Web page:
As you may have noticed, we’re really into our colours here at Florida First. We’re very aware that Mondays in January often bring on the blues, so we’re pushing back against the doldrums this year with our own alternative colour scheme.
Last week we introduced you to Pink Monday (and a chance to win a souvenir Garden Flamingo), so this week we’re going to do the same thing, but just change the hue from pink to glorious green – and give you another chance to get in on the flamingo action (just leave us a comment on our social media to be part of the fun)!
Because, if there’s one thing you notice as you fly in to the Sunshine State it’s that there is an awful lot of green territory just about everywhere you look as you come in to land, whether the airport is Orlando, Miami or Tampa.
And this is definitely A Good Thing. Green is usually a healthy sign in Florida, as well as an indication of how much of the state remains pristine and unspoiled, just waiting to be discovered by visitors for its natural wonderlands, from the Everglades in the south – the fabled ‘River of Grass’ – to the scenic woodland of Big Shoals State Park in the north (one of 175 state parks that add true lustre to the overall picture).
Green is also the colour of ecotourism and conservation, which we now find in super-abundance throughout the state. You don’t have to go far anywhere in Florida to encounter off-the-beaten-track adventures or nature excursions, while the wildlife can also be green (notably the iguanas that you’ll find throughout southern Florida!). Kayaking and paddle-boarding are second nature to most Floridians, and cycling and hiking trails are equally popular.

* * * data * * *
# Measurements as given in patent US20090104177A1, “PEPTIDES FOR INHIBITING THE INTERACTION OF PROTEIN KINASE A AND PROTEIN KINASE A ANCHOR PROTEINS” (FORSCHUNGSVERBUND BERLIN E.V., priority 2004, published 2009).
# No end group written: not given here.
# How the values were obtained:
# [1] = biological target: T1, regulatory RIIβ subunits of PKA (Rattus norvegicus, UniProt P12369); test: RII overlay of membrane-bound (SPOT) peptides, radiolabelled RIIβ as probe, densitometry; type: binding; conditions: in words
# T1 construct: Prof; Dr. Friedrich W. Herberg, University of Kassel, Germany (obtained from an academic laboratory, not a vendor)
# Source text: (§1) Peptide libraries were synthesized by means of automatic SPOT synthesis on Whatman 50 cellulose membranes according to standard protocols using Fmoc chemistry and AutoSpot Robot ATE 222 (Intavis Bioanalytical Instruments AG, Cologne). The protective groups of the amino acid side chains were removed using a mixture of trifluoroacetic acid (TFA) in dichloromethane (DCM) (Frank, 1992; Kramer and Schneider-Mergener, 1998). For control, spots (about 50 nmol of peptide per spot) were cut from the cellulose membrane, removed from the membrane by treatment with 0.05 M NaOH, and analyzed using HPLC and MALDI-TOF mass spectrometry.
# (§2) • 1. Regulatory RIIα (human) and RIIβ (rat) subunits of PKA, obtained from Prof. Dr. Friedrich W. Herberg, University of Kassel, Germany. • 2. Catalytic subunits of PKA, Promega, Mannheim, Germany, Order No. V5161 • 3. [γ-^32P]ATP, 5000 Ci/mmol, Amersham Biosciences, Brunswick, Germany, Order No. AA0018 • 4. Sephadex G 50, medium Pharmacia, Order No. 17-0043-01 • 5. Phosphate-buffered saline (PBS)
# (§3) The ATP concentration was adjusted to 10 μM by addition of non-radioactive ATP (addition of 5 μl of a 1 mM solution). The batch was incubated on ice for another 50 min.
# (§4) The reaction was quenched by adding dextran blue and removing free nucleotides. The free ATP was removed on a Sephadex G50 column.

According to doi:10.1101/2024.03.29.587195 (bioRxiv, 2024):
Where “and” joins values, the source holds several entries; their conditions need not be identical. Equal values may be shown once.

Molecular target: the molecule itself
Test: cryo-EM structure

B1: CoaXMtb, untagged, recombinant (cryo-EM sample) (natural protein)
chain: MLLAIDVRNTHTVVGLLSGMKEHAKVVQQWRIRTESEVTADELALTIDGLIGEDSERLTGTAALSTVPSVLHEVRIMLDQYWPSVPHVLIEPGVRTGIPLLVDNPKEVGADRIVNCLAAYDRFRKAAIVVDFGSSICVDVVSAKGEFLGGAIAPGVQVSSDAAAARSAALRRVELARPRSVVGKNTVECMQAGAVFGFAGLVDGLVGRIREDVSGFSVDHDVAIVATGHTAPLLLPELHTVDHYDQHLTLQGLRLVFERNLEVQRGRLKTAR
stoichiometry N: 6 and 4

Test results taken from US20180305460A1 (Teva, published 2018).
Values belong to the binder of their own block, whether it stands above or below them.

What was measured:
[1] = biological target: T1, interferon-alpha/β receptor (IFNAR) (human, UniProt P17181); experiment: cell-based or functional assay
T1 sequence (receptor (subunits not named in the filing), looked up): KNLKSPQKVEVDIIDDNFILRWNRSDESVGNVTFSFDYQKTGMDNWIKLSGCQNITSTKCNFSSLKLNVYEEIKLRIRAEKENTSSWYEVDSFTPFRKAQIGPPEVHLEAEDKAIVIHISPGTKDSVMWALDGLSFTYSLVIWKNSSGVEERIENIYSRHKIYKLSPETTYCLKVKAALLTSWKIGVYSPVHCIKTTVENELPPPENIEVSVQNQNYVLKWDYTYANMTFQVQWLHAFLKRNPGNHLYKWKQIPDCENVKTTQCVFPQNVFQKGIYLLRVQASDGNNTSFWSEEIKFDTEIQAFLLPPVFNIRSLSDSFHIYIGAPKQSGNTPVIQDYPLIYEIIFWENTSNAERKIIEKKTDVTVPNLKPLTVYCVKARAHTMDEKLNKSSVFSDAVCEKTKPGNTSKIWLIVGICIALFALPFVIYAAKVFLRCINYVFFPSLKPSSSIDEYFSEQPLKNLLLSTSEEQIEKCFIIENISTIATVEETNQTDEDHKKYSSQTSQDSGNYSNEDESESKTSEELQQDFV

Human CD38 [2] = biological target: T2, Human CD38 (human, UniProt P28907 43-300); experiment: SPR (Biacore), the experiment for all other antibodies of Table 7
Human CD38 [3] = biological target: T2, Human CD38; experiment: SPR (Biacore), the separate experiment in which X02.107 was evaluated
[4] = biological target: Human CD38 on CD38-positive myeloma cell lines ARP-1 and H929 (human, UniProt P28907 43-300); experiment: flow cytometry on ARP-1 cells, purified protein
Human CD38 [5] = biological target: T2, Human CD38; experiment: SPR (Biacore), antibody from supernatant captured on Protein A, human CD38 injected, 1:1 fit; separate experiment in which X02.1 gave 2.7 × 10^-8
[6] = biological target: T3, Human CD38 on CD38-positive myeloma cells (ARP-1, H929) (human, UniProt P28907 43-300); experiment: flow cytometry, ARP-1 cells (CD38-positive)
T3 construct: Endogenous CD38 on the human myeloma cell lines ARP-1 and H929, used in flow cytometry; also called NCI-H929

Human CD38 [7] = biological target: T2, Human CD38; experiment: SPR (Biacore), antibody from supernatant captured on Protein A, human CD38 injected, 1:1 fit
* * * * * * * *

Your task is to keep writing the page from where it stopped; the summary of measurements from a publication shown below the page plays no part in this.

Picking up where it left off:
Even the theme parks have added to the array of environmentally friendly ‘green’ initiatives in recent years, with Walt Disney World introducing vast solar power developments that will produce the equivalent amount of electricity to supply more than 10,000 homes and greatly reduce its greenhouse gas emissions, while Legoland Florida is turning its car parks into solar-power ‘farms.’
And then there are the regular organisations dedicated to preserving the ecology and natural resources of this beautiful destination, including Audubon of Florida (the state’s most influential conservation group) and the imaginative Florida Green Lodging Program, which highlights places to stay that go above and beyond the basics of recycling and maintenance to lower their carbon footprint.
Climate change is another issue that is currently impacting the state, and you will find that there are active programmes in place to address this problem, too, as well as more awareness at government level of the need to be climate aware.
Holiday-makers can even visit a fast-developing green ‘city’, in the shape of Babcock Ranch, a 440-acre new town that aims to be fully self-sustainable, with an emphasis on energy and water conservation through innovative renewable energy programmes and new technology. Or how about another kind of green – Green Cove Springs, with its natural sulfur springs and annual Soul Food Festival?
But what does all this mean for your Florida holiday? Quite a lot actually. The essential message is that this is a state where you can genuinely kick back and enjoy all the benefits of the best man-made attractions right alongside the natural ones.
Green is not just a colour but a way of life for dozens of eco-warriors who are happy to lead carfully-crafted excursions, whether it might be bioluminescent kayak tours or airboat rides deep into the immaculate marshlands and waterways of this endlessly fascinating place.